Therapy of pleural effusions Modern techniques Therapy of pleural effusions Modern techniques Dr. Melanie Toffel Sugery of the chest Pleural effusion Ethiology In the normal pleural space there is a steady state in which there is a roughly equal rate

More information

Protocol for the Examination of Specimens From Patients With Malignant Pleural Mesothelioma

Protocol for the Examination of Specimens From Patients With Malignant Pleural Mesothelioma Protocol for the Examination of Specimens From Patients With Malignant Pleural Mesothelioma Based on AJCC/UICC TNM, 7th edition Protocol web posting date: February 1, 2011 Procedures Resection Authors

More information

Does PET Scan change NSCLC management

Does PET Scan change NSCLC management Does PET Scan change NSCLC management V. Ninane, Bordet and Saint-Pierre Hospitals, Brussels, Belgium 1 Positron emission tomography imaging of structures based on the fact that they concentrate specific

More information

CPT CODE PROCEDURE DESCRIPTION. CT Scans 70450 CT HEAD/BRAIN W/O CONTRAST 70460 CT HEAD/BRAIN W/ CONTRAST 70470 CT HEAD/BRAIN W/O & W/ CONTRAST

CPT CODE PROCEDURE DESCRIPTION. CT Scans 70450 CT HEAD/BRAIN W/O CONTRAST 70460 CT HEAD/BRAIN W/ CONTRAST 70470 CT HEAD/BRAIN W/O & W/ CONTRAST CPT CODE PROCEDURE DESCRIPTION CT Scans 70450 CT HEAD/BRAIN W/O CONTRAST 70460 CT HEAD/BRAIN W/ CONTRAST 70470 CT HEAD/BRAIN W/O & W/ CONTRAST 70480 CT ORBIT W/O CONTRAST 70481 CT ORBIT W/ CONTRAST 70482

More information

YOUR LUNG CANCER PATHOLOGY REPORT

YOUR LUNG CANCER PATHOLOGY REPORT UNDERSTANDING YOUR LUNG CANCER PATHOLOGY REPORT 1-800-298-2436 LungCancerAlliance.org A GUIDE FOR THE PATIENT 1 CONTENTS What is a Pathology Report?...3 The Basics...4 Sections of a Pathology Report...7

More information

In Practice Whole Body MR for Visualizing Metastatic Prostate Cancer

In Practice Whole Body MR for Visualizing Metastatic Prostate Cancer In Practice Whole Body MR for Visualizing Metastatic Prostate Cancer Prostate cancer is the second most common cancer in men worldwide, accounting for 15% of all new cancer cases. 1 Great strides have

More information

Malignant Mesothelioma State of the Art

Malignant Mesothelioma State of the Art Malignant Mesothelioma State of the Art Paul Baas The Netherlands Cancer Institute August 12, 2011, Carlsbad, CA Summary Diagnosis; epithelial type subdivided Pleiomorphic vs other Staging: IASLC-IMIG

More information

Medullary Renal Cell Carcinoma Case Report

Medullary Renal Cell Carcinoma Case Report Bahrain Medical Bulletin, Vol. 27, No. 4, December 2005 Medullary Renal Cell Carcinoma Case Report Mohammed Abdulla Al-Tantawi MBBCH, CABS* Abdul Amir Issa MBBCH, CABS*** Mohammed Abdulla MBBCH, CABS**

More information

Rotation Specific Goals & Objectives: University Health Network-Princess Margaret Hospital/ Sunnybrook Breast/Melanoma

Rotation Specific Goals & Objectives: University Health Network-Princess Margaret Hospital/ Sunnybrook Breast/Melanoma Rotation Specific Goals & Objectives: University Health Network-Princess Margaret Hospital/ Sunnybrook Breast/Melanoma Medical Expert: Breast Rotation Specific Competencies/Objectives 1.0 Medical History

More information

Elements of PET/CT Reporting

Elements of PET/CT Reporting Elements of PET/CT Reporting 1. Clinical History a. Indication i. tumor type ii. abnormality to be evaluated iii. specific clinical question b. Relevent history i. biopsy results ii. chemotherapy iii.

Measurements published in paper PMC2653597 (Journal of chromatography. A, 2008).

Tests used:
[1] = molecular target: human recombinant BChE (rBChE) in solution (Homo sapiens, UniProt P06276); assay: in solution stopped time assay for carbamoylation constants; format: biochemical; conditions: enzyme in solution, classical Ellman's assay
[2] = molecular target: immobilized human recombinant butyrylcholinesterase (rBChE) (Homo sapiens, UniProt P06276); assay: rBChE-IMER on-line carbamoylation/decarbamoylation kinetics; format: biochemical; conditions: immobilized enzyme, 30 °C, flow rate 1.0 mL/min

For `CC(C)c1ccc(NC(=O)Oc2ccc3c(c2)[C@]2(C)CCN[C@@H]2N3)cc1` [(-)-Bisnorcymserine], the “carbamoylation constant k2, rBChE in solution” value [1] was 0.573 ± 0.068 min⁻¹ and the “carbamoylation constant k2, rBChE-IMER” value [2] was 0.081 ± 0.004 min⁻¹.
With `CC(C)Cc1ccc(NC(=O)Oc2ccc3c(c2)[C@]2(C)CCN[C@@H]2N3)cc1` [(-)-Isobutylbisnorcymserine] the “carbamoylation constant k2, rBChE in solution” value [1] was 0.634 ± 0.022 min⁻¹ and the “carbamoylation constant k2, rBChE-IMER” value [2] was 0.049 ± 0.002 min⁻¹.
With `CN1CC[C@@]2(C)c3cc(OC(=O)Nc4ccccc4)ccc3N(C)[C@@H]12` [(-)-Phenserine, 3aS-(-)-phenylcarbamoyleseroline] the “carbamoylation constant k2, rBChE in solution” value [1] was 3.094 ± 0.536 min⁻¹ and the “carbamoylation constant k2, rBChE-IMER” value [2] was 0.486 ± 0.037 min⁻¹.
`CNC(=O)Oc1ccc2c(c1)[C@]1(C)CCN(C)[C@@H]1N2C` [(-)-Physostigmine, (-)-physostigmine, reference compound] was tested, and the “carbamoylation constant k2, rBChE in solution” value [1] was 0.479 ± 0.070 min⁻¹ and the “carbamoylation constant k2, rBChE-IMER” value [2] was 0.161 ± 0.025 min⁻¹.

More information

Malignant Mesothelioma

Malignant Mesothelioma Malignant Mesothelioma What is malignant mesothelioma? Malignant mesothelioma is a cancer that starts in cells in the linings of certain parts of the body, especially in the linings of the chest or abdomen.

More information

Diagnosis of Mesothelioma Pitfalls and Practical Information

Diagnosis of Mesothelioma Pitfalls and Practical Information Diagnosis of Mesothelioma Pitfalls and Practical Information Mary Beth Beasley, M.D. Mt Sinai Medical Ctr Dept of Pathology One Gustave L Levy Place New York, NY 10029 (212) 241-5307 mbbeasleymd@yahoo.com

More information

More than 2,500 people are diagnosed with mesothelioma in the UK each year.

More than 2,500 people are diagnosed with mesothelioma in the UK each year. This information is an extract from the booklet Understanding mesothelioma. You may find the full booklet helpful. We can send you a free copy see page 5. Contents Introduction Pleural mesothelioma Peritoneal

More information

Proposed Adjustments to Pathologic Staging of Epithelial Malignant Pleural Mesothelioma Based on Analysis of 354 Cases

Proposed Adjustments to Pathologic Staging of Epithelial Malignant Pleural Mesothelioma Based on Analysis of 354 Cases Original Article Proposed Adjustments to Pathologic Staging of Epithelial Malignant Pleural Mesothelioma Based on Analysis of 354 Cases William G. Richards, PhD 1,2 ; John J. Godleski, MD 2,3 ; Beow Y.

More information

Diseases. Inflammations Non-inflammatory pleural effusions Pneumothorax Tumours

Diseases. Inflammations Non-inflammatory pleural effusions Pneumothorax Tumours Pleura Visceral pleura covers lungs and extends into fissures Parietal pleura limits mediastinum and covers dome of diaphragm and inner aspect of chest wall. Two layers between them (pleural cavity) contains

More information

Aggressive lymphomas. Michael Crump Princess Margaret Hospital

Aggressive lymphomas. Michael Crump Princess Margaret Hospital Aggressive lymphomas Michael Crump Princess Margaret Hospital What are the aggressive lymphomas? Diffuse large B cell Mediastinal large B cell Anaplastic large cell Burkitt lymphoma (transformed lymphoma:

More information

An Introduction to Anatomy and Physiology

An Introduction to Anatomy and Physiology An Introduction to Anatomy and Physiology Objectives Define anatomy and physiology Identify the levels of organization in organisms from simplest to most complex Identify the organ systems of the human

More information